In Cadaqués, the revival of the chic and bohemian boutique Pepa

By Sophie Abriat

Posted yesterday at 7:00 p.m., updated yesterday at 7:00 p.m.

This March afternoon, between dog and wolf, the inhabitants of Cadaqués flock to Pepa to attend the reopening of the fashion store, an institution in the town. Even in the drizzle, the villagers made the journey. The winds hit the black rock that protects the bay, the foam flies. Pepa’s feet are almost in the water: right in front, a few meters away, is the Port Doguer beach. The address is well known to all, for forty years it has been the fashionable destination of the town and even beyond, to the Côte Vermeille that undulates from end to end to Collioure.

In summer, customers make the round trip by boat during the day to come and buy some Pepa. Calle Santa María, the emotion is palpable: the sign has had a facelift and presents its new finery. No invitation card was sent. Useless: in this whitewashed fishing village, where Dalí welcomed the surrealist intelligentsia, the news spreads by word of mouth. All the personalities of Cadaqués, neighbors, visiting artists, gallery owners, merchants and restorers have gathered. The company talks cheerfully over a glass of champagne. The atmosphere is relaxed, the evening friendly, like the town, still crowned by its hippie past.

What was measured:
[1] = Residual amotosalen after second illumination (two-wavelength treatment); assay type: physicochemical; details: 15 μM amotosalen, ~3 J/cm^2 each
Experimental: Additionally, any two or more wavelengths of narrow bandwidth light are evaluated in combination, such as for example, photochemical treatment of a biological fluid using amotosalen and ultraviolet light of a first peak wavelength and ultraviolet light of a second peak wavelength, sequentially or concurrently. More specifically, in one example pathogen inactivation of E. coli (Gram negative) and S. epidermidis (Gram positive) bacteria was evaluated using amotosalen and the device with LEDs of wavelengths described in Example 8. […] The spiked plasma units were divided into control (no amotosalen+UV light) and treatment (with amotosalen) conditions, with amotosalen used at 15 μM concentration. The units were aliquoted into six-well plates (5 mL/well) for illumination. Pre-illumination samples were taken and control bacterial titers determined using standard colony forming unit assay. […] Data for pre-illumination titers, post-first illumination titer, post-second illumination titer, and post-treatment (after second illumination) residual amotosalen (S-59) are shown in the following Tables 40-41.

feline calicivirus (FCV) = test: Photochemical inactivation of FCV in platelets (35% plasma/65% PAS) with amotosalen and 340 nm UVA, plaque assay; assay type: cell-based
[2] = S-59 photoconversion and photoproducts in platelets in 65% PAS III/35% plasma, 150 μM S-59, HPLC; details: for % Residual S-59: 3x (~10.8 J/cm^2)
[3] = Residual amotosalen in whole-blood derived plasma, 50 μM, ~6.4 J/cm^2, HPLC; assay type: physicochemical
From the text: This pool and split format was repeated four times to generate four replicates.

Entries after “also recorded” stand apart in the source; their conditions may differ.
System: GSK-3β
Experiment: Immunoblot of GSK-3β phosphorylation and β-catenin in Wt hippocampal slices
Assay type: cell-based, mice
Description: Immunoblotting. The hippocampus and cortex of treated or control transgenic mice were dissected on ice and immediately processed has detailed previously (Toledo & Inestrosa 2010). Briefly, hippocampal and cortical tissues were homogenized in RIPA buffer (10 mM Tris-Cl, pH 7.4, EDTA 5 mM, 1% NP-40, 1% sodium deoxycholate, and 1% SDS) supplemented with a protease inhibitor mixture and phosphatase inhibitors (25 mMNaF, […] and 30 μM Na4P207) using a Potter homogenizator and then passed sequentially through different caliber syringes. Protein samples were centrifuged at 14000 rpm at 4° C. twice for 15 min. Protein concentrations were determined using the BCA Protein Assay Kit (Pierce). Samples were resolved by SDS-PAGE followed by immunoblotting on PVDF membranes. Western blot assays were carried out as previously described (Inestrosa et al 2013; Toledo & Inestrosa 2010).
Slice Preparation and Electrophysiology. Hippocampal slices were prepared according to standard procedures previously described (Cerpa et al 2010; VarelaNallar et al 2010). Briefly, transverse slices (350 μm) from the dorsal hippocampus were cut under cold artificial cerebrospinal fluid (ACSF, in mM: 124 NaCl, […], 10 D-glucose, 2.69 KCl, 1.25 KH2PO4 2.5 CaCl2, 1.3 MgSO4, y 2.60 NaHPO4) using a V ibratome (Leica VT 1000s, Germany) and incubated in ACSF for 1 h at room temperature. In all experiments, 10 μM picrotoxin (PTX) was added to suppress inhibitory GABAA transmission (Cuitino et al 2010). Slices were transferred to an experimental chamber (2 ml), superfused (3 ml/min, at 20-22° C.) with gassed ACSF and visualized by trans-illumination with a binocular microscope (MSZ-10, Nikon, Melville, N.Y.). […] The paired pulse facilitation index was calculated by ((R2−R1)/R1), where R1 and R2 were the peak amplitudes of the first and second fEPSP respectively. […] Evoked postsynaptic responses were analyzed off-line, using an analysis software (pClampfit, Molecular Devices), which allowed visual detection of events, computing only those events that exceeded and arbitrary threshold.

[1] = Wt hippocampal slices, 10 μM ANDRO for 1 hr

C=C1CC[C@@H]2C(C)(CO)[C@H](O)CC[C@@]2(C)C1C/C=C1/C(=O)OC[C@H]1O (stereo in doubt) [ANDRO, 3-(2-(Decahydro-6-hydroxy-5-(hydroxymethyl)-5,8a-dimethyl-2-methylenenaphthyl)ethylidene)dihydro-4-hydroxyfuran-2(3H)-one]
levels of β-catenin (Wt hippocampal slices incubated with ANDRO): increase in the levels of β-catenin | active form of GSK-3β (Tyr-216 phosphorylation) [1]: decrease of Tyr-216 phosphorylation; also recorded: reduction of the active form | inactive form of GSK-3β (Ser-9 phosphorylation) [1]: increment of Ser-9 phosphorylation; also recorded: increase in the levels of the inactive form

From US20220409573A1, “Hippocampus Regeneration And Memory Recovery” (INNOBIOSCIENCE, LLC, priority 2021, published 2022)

Also read: Cadaqués, before and after Dalí

The event is orchestrated by Carole Benazet and Frédéric Lagarrigue, a couple from Toulouse who fell in love with the place and bought the store to continue their story. Pepa has been slightly renovated, but has not lost any of its original atmosphere. The logo has been kept, in capital letters drawn with a spray can. The floor, made of varnished slate, the walls, covered in white, the vaulted ceiling, made of canisse cane, everything has been left as it is. The mosaic of Saint Joseph still stands next to the fireplace.

Carole Benazet and Frédéric Lagarrigue, the new owners of the Pepa store in Cadaqués.

Part of the building that houses the shop dates back to 1572. Above is the church of Santa María, destroyed in the s.Y century by pirate attacks and rebuilt afterwards; It houses one of the most notable Baroque altarpieces in Catalonia, made by the sculptor Pau Costa. “The location of the store, one of the most requested in the town, had everything to seduce us. On the top floor of the building there was also Marcel Duchamp’s apartment with its large terrace bathed in sunlight. comments Carole Benazet, founder of the Toulouse Women’s Department concept store, at the origin of the project together with her partner, Frédéric Lagarrigue, a specialist in the world of design.

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